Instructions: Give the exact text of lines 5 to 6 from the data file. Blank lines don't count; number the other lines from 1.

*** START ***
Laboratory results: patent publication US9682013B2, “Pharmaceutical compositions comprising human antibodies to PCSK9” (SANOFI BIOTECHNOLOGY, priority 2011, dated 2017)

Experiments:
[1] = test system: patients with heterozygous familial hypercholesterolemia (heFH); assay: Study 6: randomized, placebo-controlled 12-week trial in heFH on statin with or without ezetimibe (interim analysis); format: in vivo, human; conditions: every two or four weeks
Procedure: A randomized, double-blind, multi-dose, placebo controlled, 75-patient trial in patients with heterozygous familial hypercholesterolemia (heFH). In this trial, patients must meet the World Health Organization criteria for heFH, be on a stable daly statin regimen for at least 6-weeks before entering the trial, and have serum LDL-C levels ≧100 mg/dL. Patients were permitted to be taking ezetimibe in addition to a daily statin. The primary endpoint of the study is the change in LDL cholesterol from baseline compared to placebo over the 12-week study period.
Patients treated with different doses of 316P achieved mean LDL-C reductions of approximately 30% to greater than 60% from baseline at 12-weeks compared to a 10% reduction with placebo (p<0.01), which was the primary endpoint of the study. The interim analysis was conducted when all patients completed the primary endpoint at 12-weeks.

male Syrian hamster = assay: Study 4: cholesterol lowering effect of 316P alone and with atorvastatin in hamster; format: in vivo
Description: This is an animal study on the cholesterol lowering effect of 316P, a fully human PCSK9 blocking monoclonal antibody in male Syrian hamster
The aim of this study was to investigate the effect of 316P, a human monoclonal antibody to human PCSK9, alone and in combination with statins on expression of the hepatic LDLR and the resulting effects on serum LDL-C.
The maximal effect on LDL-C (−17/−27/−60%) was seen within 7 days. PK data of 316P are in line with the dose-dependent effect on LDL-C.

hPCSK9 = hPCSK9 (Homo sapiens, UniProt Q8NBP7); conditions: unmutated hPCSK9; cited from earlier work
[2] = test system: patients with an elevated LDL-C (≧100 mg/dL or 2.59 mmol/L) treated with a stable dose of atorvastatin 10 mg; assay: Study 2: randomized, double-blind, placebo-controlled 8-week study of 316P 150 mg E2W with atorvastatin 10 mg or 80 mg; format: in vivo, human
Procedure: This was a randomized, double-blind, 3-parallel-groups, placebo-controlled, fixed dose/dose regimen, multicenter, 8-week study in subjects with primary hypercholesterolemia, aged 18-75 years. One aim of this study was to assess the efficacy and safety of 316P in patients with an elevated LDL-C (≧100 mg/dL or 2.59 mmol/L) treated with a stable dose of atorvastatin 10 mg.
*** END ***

Patients treated with different doses of 316P achieved mean LDL-C reductions of approximately 30% to greater than 60% from baseline at 12-weeks compared to a 10% reduction with placebo (p<0.01), which was the primary endpoint of the study. The interim analysis was conducted when all patients completed the primary endpoint at 12-weeks.

male Syrian hamster = assay: Study 4: cholesterol lowering effect of 316P alone and with atorvastatin in hamster; format: in vivo